A few weeks ago, Twitter commerce director Eckart Walther pitched an idea to CEO Jack Dorsey: What if we spun out Twitter’s direct messaging feature into its own, standalone messaging app?
The argument, according to multiple people familiar with the pitch, was that such an app could help goose Twitter’s ailing user growth by luring in folks turned off by Twitter’s public nature, and eventually get them onto Twitter’s main service down the road.
More importantly, though, a standalone messaging app could give the company a vehicle to drive its new customer service initiatives, something Twitter first touted at its developer conference in October as a way to encourage users and brands to interact more on the platform. Twitter’s public nature already makes it a good place for these kinds of interactions. A standalone messaging app would (theoretically) make it easier to build tools for companies to use.
Facebook, for example, has built features into Messenger after splitting it out of the main Facebook app in late 2014. Messenger has quickly scooped up partners like Uber, Lyft and even an airline so users can tap the app to arrange travel. Meanwhile, Twitter DMs have traditionally offered a less appealing (and less popular) option for developers.
A Twitter spokesperson declined to comment, but the fact that this idea was suggested at all reminds us of two things:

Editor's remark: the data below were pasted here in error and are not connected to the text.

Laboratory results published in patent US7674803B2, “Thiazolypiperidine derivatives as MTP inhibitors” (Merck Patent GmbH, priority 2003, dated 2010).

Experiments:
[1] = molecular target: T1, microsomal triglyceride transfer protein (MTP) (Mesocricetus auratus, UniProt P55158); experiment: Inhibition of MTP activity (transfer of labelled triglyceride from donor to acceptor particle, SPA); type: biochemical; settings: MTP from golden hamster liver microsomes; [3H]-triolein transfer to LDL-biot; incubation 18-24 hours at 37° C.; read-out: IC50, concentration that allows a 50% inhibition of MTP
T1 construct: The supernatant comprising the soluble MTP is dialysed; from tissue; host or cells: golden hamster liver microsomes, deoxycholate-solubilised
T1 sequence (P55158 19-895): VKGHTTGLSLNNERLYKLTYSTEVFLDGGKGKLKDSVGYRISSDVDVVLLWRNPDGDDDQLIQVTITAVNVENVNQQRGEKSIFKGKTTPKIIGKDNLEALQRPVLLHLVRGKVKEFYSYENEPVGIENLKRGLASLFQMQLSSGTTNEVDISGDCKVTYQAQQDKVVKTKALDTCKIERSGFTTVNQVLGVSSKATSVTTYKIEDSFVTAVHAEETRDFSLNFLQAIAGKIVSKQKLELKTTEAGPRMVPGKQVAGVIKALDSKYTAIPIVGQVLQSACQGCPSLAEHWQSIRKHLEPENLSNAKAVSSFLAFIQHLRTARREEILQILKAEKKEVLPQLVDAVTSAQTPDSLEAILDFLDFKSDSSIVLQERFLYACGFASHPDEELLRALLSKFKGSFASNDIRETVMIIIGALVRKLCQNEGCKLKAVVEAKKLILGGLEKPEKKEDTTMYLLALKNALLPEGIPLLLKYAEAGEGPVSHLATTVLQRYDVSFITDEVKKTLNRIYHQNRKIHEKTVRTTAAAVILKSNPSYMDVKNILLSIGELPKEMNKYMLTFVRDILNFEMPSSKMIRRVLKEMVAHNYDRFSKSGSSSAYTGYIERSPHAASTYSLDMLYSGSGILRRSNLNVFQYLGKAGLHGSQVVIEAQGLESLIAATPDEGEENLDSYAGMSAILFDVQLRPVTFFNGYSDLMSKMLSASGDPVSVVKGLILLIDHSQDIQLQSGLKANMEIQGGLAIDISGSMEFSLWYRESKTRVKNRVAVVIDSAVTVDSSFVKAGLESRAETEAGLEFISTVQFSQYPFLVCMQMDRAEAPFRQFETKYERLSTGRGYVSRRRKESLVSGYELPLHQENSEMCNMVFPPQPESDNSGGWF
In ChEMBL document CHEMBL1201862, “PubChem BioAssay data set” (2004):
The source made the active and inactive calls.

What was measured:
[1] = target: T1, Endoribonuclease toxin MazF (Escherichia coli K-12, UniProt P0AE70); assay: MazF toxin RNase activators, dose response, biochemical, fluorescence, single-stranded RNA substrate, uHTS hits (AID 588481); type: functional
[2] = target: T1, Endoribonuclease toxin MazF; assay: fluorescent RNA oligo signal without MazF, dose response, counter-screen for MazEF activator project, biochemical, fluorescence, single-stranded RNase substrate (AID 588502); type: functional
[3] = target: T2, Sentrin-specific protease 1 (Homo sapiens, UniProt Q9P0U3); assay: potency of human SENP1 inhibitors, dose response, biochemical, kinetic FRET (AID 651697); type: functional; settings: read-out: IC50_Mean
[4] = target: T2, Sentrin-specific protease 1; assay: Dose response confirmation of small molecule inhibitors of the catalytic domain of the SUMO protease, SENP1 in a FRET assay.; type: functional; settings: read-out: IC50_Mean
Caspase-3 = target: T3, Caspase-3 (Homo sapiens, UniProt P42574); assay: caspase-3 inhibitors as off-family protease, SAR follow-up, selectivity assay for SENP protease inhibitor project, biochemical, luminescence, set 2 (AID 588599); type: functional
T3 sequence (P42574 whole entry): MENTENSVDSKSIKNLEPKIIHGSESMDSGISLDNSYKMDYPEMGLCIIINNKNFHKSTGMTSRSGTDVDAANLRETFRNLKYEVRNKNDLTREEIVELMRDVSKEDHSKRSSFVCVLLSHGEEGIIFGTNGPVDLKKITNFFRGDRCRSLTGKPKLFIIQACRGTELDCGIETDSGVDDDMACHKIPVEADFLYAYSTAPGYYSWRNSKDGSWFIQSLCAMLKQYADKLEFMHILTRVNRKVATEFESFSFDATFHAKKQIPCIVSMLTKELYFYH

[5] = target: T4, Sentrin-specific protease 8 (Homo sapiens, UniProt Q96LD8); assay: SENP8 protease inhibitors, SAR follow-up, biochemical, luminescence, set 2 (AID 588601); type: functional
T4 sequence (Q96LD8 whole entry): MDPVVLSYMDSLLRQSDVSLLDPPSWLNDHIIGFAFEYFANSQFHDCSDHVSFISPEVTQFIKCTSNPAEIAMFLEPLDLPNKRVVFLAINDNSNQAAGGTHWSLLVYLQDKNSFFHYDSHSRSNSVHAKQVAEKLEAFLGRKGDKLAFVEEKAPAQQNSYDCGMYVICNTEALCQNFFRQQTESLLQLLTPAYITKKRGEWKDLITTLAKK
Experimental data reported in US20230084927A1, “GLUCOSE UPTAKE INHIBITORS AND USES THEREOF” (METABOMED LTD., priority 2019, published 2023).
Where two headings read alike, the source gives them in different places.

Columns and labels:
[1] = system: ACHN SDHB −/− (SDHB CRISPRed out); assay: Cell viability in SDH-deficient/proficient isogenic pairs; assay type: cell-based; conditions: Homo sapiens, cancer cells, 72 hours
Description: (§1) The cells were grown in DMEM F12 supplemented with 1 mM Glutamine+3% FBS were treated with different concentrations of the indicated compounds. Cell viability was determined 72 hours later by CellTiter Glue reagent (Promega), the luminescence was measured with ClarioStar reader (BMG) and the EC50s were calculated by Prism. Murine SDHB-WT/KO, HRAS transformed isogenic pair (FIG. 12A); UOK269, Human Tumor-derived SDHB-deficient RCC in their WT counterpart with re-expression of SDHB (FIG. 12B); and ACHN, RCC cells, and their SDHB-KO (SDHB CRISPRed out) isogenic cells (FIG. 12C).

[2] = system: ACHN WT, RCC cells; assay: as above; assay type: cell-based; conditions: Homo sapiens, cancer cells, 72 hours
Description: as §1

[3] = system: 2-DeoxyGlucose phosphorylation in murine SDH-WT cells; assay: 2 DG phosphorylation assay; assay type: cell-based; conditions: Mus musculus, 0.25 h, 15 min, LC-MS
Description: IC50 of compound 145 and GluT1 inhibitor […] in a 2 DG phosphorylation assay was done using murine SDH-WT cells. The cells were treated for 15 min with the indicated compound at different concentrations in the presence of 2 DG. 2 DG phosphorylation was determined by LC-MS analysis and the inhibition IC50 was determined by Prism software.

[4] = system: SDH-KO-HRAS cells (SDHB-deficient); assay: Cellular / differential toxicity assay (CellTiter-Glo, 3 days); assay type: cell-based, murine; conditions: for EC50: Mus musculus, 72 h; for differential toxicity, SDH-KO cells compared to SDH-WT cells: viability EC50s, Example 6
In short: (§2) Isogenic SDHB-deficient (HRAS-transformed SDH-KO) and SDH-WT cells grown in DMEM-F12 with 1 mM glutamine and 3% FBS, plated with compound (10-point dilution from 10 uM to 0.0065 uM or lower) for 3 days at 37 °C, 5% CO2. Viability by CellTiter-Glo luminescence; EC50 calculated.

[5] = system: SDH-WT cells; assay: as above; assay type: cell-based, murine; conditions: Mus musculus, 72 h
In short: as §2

- Twitter is still searching desperately to find ways to get more users engaged. Moments, the Hail Mary pass launched in October to get mainstream users back onto Twitter, doesn’t appear to be helping.
- Twitter is still playing catchup when it comes to private messaging, an area it’s clearly thinking about and one that’s also of extreme interest to most of its competitors, including Facebook.
Twitter insiders have pitched the idea of a separate messaging app numerous times before, according to sources. No one I’ve spoken to believes this pitch will lead to a different result. During the company’s hack week right before the holidays, a group of business employees even suggested a standalone customer service app called “Serve” specifically for talking to businesses. It never materialized.
Facebook, Google, Amazon and everyone else are trying to find ways to maintain their dominance on mobile. Building more features into fewer apps, in theory, means users will need fewer apps overall and will spend more time with a small handful of big players.
Twitter wants to be one of those big players, and customer service is one of its key efforts. But there’s a belief by some insiders that Twitter should have honed in on customer service five years ago. It’s clearly trying to revamp its DM product now, but those changes could be too little, too late.
This article originally appeared on Recode.net.